preserved in Goa, India, from which it can be deduced that it remained totally incorrupt for a long time. Many of the bodies still have blood in them, or oil/fragrance emanates from them, and these are in a perfect or semi-perfect state. Some of the saints cited were Francis de Sales, Bernadette Soubirous (Lourdes), Queen Isabel of Portugal, Philip Neri. The blood of some martyred saints has remained intact,outside the bodies.
Hope you will find this helpful and, as mentioned earlier, the Church is still investigating the phenomenon.
Another notable case of incorruption is that of Blessed Pier Giorgio Frassati, 1901-25, son of a prominent Italian family, dying at the early age of 24 abd beatified by Pope JP II in 1990. Interestingly, he was born in Turin, and his feast day is, would you believe it, July 4! Pope Benedict nominated him as a patron for the World Youth Day in Sydney 2008, along with Our Lady of the Southern Cross. The casket with his incorrupt body was brought to Sydney for the occasion and was placed in a shrine at St Mary’s Cathedral there. However the Australian border authorities would not give their consent for the casket to be opened while it was there. Official web-site is:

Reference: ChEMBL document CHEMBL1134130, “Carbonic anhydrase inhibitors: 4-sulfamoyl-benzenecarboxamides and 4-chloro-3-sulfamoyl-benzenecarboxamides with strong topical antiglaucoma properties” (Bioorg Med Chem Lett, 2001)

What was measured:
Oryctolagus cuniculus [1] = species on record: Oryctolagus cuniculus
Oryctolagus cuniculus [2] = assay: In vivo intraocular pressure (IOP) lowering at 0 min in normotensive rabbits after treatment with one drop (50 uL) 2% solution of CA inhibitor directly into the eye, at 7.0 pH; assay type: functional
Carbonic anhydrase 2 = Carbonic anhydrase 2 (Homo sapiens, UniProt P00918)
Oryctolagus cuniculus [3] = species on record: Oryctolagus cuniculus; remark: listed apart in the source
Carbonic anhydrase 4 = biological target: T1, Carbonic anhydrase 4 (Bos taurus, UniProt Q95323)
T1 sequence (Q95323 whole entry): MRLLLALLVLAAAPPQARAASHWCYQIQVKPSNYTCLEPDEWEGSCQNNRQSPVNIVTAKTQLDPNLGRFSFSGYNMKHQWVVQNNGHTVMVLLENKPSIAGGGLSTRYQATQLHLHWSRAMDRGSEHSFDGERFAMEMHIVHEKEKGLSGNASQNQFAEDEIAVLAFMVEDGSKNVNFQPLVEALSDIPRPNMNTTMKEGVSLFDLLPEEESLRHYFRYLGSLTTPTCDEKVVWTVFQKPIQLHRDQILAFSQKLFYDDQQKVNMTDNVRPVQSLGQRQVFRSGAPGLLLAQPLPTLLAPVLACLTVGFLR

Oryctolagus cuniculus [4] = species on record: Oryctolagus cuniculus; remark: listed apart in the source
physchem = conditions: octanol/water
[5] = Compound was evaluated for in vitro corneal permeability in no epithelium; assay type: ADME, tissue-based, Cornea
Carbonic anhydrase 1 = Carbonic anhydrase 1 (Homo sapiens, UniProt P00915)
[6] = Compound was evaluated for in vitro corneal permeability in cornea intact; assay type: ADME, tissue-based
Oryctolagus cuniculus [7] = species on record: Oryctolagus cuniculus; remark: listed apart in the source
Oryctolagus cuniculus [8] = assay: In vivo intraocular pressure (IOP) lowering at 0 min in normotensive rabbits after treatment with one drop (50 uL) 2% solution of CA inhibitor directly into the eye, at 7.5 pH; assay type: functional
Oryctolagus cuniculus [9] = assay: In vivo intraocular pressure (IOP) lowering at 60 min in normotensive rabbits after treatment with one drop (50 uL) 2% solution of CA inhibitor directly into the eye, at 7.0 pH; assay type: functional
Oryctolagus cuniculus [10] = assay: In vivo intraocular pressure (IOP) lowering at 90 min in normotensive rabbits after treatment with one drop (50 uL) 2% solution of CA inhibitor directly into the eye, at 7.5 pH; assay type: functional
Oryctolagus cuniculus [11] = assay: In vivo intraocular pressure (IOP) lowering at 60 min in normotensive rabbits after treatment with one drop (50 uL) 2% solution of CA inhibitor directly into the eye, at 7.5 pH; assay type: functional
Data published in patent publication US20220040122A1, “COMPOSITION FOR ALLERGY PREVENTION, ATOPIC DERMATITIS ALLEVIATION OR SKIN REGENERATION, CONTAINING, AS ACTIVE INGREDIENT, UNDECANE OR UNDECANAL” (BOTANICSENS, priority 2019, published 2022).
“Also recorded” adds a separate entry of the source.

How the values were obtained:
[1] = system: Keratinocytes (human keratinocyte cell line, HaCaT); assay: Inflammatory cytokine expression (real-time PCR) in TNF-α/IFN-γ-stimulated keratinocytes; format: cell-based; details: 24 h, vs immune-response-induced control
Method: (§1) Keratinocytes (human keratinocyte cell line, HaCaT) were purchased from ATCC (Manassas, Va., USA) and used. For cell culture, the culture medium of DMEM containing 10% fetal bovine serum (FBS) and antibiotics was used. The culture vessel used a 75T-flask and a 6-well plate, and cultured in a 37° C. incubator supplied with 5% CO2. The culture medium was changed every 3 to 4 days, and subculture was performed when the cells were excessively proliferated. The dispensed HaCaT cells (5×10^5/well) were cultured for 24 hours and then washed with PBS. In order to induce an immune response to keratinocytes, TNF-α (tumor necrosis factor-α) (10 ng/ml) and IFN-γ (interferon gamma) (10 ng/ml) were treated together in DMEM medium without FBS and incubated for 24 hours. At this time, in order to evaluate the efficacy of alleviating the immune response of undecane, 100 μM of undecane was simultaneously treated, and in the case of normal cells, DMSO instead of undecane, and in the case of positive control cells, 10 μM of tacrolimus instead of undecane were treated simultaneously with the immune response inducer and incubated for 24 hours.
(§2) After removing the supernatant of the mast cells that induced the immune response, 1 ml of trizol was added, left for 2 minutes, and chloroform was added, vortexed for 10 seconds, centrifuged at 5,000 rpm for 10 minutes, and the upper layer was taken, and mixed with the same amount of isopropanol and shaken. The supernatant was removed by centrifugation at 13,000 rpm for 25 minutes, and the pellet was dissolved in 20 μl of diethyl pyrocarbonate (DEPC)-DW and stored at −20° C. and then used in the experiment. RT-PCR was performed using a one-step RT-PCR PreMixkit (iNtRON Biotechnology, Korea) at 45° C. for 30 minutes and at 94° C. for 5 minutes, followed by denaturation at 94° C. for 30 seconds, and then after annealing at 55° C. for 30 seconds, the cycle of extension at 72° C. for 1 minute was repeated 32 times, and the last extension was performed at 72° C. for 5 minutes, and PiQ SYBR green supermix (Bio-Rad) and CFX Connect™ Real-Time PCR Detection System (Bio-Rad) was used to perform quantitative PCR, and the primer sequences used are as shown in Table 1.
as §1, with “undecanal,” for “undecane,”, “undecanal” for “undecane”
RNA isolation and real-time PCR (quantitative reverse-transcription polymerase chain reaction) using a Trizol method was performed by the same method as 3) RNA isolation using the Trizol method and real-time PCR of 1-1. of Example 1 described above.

http://www.frassatiusa.org/ . He is, naturally, seen as a patron and example for Catholic youth.
Thank you, Louis and Dave.
Very interesting, indeed.